String Theory: The Foundation of Theory is Mathematics
Science requires both theory and experiment to build explanations of what happens in the world. String theory has not yet made the leap from theory to experiment.
In physics, complex mathematical models are built that represent the underlying physical laws that nature follows. These mathematical models are the real theories of physics that physicists can then relate to meaningful events in the real world through experiment and other means.
If physics is built on a foundation of experimental observation, then theoretical physics is the blueprint that explains how those observations fit together. The insights of theory have to move beyond the details of specific observations and connect them in new ways. Ideally, these connections lead to other predictions that are testable by experiment. String theory has not yet made this significant leap from theory to experiment.
A large part of the work in theoretical physics is developing mathematical models — frequently including simplifications that aren’t necessarily realistic — that can be used to predict the results of future experiments. When physicists “observe” a particle, they’re really looking at data that contains a set of numbers that they have interpreted as having certain characteristics.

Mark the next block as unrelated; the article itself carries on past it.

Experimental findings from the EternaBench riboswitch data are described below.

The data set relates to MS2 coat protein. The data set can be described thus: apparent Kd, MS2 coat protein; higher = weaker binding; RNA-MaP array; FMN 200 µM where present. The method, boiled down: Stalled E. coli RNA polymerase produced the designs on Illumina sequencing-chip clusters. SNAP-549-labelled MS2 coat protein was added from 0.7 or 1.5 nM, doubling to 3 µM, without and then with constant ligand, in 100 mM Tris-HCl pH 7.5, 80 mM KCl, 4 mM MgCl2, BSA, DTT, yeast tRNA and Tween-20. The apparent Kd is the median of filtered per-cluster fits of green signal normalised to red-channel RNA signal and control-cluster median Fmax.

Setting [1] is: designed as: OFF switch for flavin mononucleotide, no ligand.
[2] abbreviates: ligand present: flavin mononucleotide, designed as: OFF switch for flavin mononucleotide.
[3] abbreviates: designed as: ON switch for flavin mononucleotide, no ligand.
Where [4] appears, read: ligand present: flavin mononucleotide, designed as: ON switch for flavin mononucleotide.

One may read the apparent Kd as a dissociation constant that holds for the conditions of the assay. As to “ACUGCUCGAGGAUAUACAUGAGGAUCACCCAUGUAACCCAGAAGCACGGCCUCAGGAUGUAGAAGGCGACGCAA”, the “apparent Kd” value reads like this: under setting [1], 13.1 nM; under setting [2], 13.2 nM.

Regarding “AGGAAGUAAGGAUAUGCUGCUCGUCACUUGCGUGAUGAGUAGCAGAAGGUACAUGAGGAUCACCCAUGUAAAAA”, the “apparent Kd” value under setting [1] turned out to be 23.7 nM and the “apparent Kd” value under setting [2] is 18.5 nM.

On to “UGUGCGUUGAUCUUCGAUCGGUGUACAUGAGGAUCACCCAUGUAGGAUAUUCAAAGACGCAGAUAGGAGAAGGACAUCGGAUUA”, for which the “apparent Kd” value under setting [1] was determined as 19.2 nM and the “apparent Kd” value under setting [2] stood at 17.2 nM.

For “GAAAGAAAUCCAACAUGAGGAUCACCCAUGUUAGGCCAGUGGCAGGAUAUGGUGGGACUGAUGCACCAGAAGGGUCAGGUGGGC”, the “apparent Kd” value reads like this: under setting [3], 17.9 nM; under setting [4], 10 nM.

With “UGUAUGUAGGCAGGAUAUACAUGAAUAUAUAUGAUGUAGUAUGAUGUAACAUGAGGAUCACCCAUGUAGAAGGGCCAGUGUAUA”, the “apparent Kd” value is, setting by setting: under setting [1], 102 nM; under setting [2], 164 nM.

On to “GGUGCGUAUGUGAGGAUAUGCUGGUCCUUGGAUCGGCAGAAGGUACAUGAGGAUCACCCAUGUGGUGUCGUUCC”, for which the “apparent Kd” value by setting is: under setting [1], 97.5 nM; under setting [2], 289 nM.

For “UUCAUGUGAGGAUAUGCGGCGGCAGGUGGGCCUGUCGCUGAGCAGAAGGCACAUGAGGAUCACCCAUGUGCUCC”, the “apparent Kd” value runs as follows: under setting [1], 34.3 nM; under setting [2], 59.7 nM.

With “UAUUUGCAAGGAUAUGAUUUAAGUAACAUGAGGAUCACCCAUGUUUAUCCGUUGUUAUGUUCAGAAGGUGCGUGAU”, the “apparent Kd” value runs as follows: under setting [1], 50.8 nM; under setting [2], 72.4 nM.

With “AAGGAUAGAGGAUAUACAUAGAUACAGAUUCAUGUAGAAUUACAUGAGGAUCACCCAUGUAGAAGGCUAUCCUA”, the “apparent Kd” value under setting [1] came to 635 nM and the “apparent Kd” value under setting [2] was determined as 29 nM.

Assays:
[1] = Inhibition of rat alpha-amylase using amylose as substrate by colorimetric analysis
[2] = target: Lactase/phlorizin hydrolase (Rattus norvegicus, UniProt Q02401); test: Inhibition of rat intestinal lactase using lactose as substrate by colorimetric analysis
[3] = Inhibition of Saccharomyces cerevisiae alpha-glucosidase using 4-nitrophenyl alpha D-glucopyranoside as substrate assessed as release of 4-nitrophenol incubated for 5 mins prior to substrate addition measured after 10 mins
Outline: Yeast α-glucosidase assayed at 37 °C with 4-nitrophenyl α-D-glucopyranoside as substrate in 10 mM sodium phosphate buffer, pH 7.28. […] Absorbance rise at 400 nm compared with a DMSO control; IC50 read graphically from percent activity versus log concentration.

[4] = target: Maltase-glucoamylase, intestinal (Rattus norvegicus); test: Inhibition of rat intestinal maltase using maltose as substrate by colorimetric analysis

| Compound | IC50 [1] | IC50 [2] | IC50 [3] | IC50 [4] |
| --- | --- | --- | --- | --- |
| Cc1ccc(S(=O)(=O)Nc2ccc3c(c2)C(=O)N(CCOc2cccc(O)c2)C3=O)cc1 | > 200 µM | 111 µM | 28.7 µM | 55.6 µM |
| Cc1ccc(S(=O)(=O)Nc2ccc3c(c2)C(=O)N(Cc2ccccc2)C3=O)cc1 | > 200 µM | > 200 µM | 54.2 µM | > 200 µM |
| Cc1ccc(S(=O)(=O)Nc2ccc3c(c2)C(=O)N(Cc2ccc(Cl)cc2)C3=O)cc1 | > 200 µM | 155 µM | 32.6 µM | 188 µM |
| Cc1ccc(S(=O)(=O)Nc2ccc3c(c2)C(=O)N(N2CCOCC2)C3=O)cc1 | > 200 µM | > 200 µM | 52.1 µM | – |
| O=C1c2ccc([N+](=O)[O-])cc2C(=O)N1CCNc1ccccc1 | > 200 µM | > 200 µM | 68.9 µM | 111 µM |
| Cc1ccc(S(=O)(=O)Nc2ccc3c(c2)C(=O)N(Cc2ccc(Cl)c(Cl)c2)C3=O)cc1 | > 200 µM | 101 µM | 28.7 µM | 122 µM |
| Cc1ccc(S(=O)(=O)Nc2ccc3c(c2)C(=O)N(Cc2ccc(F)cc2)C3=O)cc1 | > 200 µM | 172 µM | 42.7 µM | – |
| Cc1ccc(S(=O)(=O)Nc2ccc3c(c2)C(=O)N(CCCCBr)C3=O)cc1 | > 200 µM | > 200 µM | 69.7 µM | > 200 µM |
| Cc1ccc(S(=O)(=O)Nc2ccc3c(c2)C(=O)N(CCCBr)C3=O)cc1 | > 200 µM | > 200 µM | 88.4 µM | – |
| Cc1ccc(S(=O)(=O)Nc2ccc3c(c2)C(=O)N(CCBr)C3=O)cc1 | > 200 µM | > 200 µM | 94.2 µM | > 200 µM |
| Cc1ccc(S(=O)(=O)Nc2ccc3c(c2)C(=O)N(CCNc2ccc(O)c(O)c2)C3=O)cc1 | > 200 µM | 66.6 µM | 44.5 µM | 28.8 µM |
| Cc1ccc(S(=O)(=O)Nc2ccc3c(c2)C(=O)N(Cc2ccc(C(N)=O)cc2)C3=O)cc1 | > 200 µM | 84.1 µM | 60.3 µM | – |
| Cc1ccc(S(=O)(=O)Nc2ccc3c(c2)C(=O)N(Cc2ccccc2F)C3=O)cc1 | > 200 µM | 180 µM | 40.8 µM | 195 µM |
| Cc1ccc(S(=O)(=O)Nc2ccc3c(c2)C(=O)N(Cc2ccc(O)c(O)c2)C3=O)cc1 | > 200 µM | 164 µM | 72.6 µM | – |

When they look into the heavens, they receive energy readings that fit certain parameters and explanations. To a physicist, these aren’t “just” numbers; they’re clues to understanding the universe.
High-energy physics (which includes string theory and other physics at high energies) has an intense interplay between theoretical insights and experimental observations. Research papers in this area fall into one of four categories:
Lattice (computer simulations)
Phenomenology is the study of phenomena (no one ever said physicists were creative when it comes to naming conventions) and relating them within the framework of an existing theory. In other words, scientists focus on taking the existing theory and applying it to the existing facts or build models describing anticipated facts that may be discovered soon. Then they make predictions about what experimental observations should be obtained.
Of course, phenomenology has a lot more to it, but this is the basics of what you need to know to understand it in relation to string theory. It’s an intriguing discipline, and one that has, in recent years, begun to focus on supersymmetry and string theory.
Though scientific research can be conducted with these different methods, there is certainly overlap. Phenomenologists can work on pure theory and can also, of course, prepare a computer simulation. Also, in some ways, a computer simulation can be viewed as a process that is both experimental and theoretical. But what all of these approaches have in common is that the scientific results are expressed in the language of science: mathematics.